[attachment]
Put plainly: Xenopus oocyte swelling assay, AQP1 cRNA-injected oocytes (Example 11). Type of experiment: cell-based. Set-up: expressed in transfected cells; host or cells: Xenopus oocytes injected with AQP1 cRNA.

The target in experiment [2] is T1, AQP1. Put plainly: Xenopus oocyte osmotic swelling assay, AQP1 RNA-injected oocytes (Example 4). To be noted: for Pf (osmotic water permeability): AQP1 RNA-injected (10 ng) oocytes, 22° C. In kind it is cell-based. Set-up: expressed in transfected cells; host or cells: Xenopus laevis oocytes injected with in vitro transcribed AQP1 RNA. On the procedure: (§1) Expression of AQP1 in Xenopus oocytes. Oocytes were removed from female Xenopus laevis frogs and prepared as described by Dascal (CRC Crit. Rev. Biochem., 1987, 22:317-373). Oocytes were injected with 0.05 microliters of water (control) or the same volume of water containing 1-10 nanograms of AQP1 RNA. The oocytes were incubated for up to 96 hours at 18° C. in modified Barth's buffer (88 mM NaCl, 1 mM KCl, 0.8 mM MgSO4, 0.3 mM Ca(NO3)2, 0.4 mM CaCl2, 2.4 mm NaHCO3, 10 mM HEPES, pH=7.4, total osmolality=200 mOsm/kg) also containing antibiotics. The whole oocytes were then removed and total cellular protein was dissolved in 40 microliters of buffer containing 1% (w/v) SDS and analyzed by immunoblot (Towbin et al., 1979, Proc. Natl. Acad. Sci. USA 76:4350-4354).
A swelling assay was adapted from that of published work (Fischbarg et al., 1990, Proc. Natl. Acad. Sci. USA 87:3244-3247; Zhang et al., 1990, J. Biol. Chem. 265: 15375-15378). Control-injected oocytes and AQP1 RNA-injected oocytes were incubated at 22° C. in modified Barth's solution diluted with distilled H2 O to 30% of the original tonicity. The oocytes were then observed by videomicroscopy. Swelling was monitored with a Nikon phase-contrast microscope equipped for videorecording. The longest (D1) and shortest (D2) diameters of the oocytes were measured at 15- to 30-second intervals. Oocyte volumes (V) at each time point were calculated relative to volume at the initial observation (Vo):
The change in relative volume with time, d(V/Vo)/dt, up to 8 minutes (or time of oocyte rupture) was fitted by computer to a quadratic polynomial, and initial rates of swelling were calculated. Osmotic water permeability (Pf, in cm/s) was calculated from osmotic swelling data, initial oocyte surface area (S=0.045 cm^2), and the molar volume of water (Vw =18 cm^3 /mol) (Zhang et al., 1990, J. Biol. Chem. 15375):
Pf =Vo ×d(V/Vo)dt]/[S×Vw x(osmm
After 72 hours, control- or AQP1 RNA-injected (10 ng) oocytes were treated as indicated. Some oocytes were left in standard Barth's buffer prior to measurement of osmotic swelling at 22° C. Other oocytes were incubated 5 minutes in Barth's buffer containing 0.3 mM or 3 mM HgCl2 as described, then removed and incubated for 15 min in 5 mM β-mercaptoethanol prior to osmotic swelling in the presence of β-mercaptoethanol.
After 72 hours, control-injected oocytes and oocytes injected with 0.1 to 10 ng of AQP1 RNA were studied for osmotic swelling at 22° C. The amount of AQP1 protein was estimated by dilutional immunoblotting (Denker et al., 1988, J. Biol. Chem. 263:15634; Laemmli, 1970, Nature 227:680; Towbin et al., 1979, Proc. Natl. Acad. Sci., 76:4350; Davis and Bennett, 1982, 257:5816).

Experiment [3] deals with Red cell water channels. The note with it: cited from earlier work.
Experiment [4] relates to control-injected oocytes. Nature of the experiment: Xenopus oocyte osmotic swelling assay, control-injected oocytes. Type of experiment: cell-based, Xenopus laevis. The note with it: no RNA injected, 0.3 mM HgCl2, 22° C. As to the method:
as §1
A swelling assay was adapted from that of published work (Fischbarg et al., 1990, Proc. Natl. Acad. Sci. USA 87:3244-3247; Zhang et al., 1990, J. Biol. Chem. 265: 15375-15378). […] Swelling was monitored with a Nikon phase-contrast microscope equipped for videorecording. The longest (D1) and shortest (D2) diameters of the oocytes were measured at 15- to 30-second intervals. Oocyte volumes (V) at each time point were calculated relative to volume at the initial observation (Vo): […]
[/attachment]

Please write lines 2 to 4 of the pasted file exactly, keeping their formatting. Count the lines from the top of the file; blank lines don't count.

The target in experiment [2] is T1, AQP1. Put plainly: Xenopus oocyte osmotic swelling assay, AQP1 RNA-injected oocytes (Example 4). To be noted: for Pf (osmotic water permeability): AQP1 RNA-injected (10 ng) oocytes, 22° C. In kind it is cell-based. Set-up: expressed in transfected cells; host or cells: Xenopus laevis oocytes injected with in vitro transcribed AQP1 RNA. On the procedure: (§1) Expression of AQP1 in Xenopus oocytes. Oocytes were removed from female Xenopus laevis frogs and prepared as described by Dascal (CRC Crit. Rev. Biochem., 1987, 22:317-373). Oocytes were injected with 0.05 microliters of water (control) or the same volume of water containing 1-10 nanograms of AQP1 RNA. The oocytes were incubated for up to 96 hours at 18° C. in modified Barth's buffer (88 mM NaCl, 1 mM KCl, 0.8 mM MgSO4, 0.3 mM Ca(NO3)2, 0.4 mM CaCl2, 2.4 mm NaHCO3, 10 mM HEPES, pH=7.4, total osmolality=200 mOsm/kg) also containing antibiotics. The whole oocytes were then removed and total cellular protein was dissolved in 40 microliters of buffer containing 1% (w/v) SDS and analyzed by immunoblot (Towbin et al., 1979, Proc. Natl. Acad. Sci. USA 76:4350-4354).
A swelling assay was adapted from that of published work (Fischbarg et al., 1990, Proc. Natl. Acad. Sci. USA 87:3244-3247; Zhang et al., 1990, J. Biol. Chem. 265: 15375-15378). Control-injected oocytes and AQP1 RNA-injected oocytes were incubated at 22° C. in modified Barth's solution diluted with distilled H2 O to 30% of the original tonicity. The oocytes were then observed by videomicroscopy. Swelling was monitored with a Nikon phase-contrast microscope equipped for videorecording. The longest (D1) and shortest (D2) diameters of the oocytes were measured at 15- to 30-second intervals. Oocyte volumes (V) at each time point were calculated relative to volume at the initial observation (Vo):
The change in relative volume with time, d(V/Vo)/dt, up to 8 minutes (or time of oocyte rupture) was fitted by computer to a quadratic polynomial, and initial rates of swelling were calculated. Osmotic water permeability (Pf, in cm/s) was calculated from osmotic swelling data, initial oocyte surface area (S=0.045 cm^2), and the molar volume of water (Vw =18 cm^3 /mol) (Zhang et al., 1990, J. Biol. Chem. 15375):